In an appeal from a grant of interpleader, this court examines whether the evidence before the trial court was sufficient to support its grant of interpleader.  First Union Nat’l Bank of South Carolina v. FCVS Communications, 321 S.C. 496, 499, 469 S.E.2d 613, 616 (Ct. App. 1997), rev’d in part, 328 S.C. 290, 494 S.E.2d 429 (1997) (dismissing as moot the writ of certiorari as to interpleader).  When claims are such that a plaintiff is or may be exposed to double or multiple liability, the claimaints may be joined as defendants and required to interplead.  Rule 22(a), SCRCP.  “‘The historical and still the primary purpose of interpleader is to enable a neutral stakeholder, usually an insurance company or a bank, to shield itself from liability for paying over the stake to the wrong party.’”  FCVS Communications, 321 S.C. at 499, 469 S.E.2d at 616 (quoting Indianapolis Colts v. Mayor of Baltimore, 733 F.2d 484, 486 (7th Cir. 1984)).  Only the potential for multiple claims is needed.  Id. at 499, 469 S.E.2d at 616.

In FCVS Communications, First Union National Bank held the account for the partnership FCVS Communications.  When it became unclear who had the authority to transact business on the account, the bank filed an interpleader action against the partnership and individual partners in order to clarify the competing claims.  This court upheld the trial court’s grant of interpleader in light of the conflicting claims to the funds.  FCVS Communications, 321 S.C. at 501, 469 S.E.2d at 617. 

Cowart argues that, unlike the bank in FCVS Communications, United of Omaha is not a “neutral stakeholder” because it is trying to shield itself from liability due to its actions in changing the beneficiary.  Thus, she argues, its actions do not fit within the purpose of Rule 22, SCRCP.

We find that United of Omaha, like the bank in FCVS Communications, faced competing claims to the insurance proceeds, thus exposing itself to double liability.  Here, both claims are arguably valid.  This alone justifies an action for interpleader.  Rule 22(a), SCRCP (“Persons having claims against the plaintiff may be joined as defendants and required to interplead when their claims are such that the plaintiff is or may be exposed to double or multiple liability.”).  Further, we conclude there is no evidence that United of Omaha was not a “neutral stakeholder.”  United of Omaha sought to pay the proceeds due under the policy, despite Cowart’s allegation that United of Omaha inappropriately changed the beneficiary in this case.  Whether or not the beneficiary was appropriately changed has no effect on United of Omaha’s duty to pay; it merely affects to whom the proceeds are paid.  Thus, United of Omaha was sufficiently neutral.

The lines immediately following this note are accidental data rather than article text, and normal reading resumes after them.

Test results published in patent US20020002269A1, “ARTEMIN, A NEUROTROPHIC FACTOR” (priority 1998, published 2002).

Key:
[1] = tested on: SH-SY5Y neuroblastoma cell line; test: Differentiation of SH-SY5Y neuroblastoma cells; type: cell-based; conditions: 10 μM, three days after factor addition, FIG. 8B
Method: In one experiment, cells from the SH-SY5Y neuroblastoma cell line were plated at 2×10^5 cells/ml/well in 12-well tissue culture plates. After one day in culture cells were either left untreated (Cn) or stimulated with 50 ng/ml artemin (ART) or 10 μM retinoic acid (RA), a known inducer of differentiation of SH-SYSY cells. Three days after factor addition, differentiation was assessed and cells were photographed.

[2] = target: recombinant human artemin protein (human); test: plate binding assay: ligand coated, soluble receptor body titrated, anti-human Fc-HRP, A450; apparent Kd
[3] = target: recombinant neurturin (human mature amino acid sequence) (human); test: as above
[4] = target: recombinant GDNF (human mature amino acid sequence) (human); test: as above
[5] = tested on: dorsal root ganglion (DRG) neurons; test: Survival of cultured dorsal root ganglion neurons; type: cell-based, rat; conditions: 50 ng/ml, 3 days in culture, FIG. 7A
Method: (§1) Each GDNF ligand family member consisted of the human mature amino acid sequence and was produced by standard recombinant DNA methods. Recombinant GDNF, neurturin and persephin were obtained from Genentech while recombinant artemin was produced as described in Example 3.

To further support her argument, Cowart cites to Citizens Bank of Forsyth v. Middlebrooks, 72 S.E.2d 298 (Ga. 1952), in which the Georgia Supreme Court denied an institution’s action for interpleader.  The Middlebrooks court found that a stakeholder was not entitled to interpleader because the stakeholder was in possession of all the facts and there was no reasonably debatable question of law.  Id. at 332.  This case is not helpful to Cowart, however, because here, the question of the owner of the policy as well as the appropriate beneficiary is indeed a question of law that is reasonably debatable.  Thus, even pursuant to Middlebrooks, the grant of interpleader in the present case was appropriate.

Because the evidence presented to the trial court was sufficient to demonstrate United of Omaha was exposed to multiple liability consistent with Rule 22, SCRCP, and South Carolina case law, we find no error in its decision to grant interpleader.

II.               Grant of Summary Judgment as to Cowart’s Counterclaims